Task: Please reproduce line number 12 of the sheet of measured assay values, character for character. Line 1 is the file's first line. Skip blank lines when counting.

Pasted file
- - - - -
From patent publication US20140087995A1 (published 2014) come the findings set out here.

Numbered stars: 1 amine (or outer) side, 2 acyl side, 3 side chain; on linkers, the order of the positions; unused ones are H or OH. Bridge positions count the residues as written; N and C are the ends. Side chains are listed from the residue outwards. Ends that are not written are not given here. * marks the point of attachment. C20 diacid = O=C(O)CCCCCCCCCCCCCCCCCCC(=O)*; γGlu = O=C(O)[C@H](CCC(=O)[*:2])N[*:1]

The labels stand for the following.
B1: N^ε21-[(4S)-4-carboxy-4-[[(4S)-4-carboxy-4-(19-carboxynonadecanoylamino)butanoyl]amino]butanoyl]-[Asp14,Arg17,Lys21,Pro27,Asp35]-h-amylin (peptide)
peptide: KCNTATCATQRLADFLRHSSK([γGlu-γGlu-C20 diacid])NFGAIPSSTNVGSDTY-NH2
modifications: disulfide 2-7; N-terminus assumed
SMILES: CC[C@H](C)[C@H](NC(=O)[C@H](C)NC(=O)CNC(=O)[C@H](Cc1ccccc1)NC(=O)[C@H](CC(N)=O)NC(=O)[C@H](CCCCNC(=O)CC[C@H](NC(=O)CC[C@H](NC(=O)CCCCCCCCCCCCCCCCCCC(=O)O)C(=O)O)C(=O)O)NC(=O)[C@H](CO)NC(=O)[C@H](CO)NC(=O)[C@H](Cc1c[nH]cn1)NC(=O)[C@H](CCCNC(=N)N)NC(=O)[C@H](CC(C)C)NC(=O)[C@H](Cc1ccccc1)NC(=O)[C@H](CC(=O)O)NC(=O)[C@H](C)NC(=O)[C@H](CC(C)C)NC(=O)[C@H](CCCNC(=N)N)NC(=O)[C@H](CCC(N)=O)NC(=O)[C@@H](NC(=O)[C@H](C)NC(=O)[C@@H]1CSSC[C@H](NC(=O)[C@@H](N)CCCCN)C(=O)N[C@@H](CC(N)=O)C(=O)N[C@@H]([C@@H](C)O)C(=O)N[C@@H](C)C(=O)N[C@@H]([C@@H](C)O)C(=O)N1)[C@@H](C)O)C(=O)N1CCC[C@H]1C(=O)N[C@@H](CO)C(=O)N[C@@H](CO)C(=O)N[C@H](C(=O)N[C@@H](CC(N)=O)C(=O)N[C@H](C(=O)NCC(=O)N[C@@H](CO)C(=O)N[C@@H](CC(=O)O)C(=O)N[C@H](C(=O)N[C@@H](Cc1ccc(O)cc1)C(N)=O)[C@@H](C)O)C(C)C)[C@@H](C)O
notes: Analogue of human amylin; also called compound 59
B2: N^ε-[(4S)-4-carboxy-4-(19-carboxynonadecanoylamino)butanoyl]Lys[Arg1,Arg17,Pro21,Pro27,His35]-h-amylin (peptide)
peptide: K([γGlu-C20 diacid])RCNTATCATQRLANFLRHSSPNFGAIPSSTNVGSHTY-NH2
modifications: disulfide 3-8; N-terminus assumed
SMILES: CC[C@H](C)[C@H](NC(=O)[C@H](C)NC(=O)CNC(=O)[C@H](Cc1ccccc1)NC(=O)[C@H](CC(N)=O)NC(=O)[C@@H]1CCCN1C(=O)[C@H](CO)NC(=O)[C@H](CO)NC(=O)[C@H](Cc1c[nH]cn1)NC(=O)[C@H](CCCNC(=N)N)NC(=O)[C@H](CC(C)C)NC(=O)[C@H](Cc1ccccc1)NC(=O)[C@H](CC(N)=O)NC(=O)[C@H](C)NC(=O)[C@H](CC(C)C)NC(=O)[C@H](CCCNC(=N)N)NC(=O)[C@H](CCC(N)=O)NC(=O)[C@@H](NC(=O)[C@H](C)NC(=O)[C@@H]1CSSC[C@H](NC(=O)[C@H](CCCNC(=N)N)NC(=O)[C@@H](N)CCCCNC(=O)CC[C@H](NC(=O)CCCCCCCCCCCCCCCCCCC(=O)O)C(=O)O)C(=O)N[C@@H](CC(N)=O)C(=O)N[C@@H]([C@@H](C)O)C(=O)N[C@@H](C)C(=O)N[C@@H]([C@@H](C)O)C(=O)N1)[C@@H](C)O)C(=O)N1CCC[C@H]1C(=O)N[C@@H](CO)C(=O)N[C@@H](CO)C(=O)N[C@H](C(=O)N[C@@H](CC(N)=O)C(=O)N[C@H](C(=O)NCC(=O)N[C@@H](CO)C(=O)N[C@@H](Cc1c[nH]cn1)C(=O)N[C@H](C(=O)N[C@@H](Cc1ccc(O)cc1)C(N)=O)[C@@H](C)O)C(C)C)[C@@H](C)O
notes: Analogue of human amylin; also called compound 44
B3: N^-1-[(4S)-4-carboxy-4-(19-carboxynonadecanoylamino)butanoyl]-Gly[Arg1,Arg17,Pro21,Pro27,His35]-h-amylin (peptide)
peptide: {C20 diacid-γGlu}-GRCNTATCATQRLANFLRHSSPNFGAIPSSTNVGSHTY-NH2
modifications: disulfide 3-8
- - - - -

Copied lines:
SMILES: CC[C@H](C)[C@H](NC(=O)[C@H](C)NC(=O)CNC(=O)[C@H](Cc1ccccc1)NC(=O)[C@H](CC(N)=O)NC(=O)[C@@H]1CCCN1C(=O)[C@H](CO)NC(=O)[C@H](CO)NC(=O)[C@H](Cc1c[nH]cn1)NC(=O)[C@H](CCCNC(=N)N)NC(=O)[C@H](CC(C)C)NC(=O)[C@H](Cc1ccccc1)NC(=O)[C@H](CC(N)=O)NC(=O)[C@H](C)NC(=O)[C@H](CC(C)C)NC(=O)[C@H](CCCNC(=N)N)NC(=O)[C@H](CCC(N)=O)NC(=O)[C@@H](NC(=O)[C@H](C)NC(=O)[C@@H]1CSSC[C@H](NC(=O)[C@H](CCCNC(=N)N)NC(=O)[C@@H](N)CCCCNC(=O)CC[C@H](NC(=O)CCCCCCCCCCCCCCCCCCC(=O)O)C(=O)O)C(=O)N[C@@H](CC(N)=O)C(=O)N[C@@H]([C@@H](C)O)C(=O)N[C@@H](C)C(=O)N[C@@H]([C@@H](C)O)C(=O)N1)[C@@H](C)O)C(=O)N1CCC[C@H]1C(=O)N[C@@H](CO)C(=O)N[C@@H](CO)C(=O)N[C@H](C(=O)N[C@@H](CC(N)=O)C(=O)N[C@H](C(=O)NCC(=O)N[C@@H](CO)C(=O)N[C@@H](Cc1c[nH]cn1)C(=O)N[C@H](C(=O)N[C@@H](Cc1ccc(O)cc1)C(N)=O)[C@@H](C)O)C(C)C)[C@@H](C)O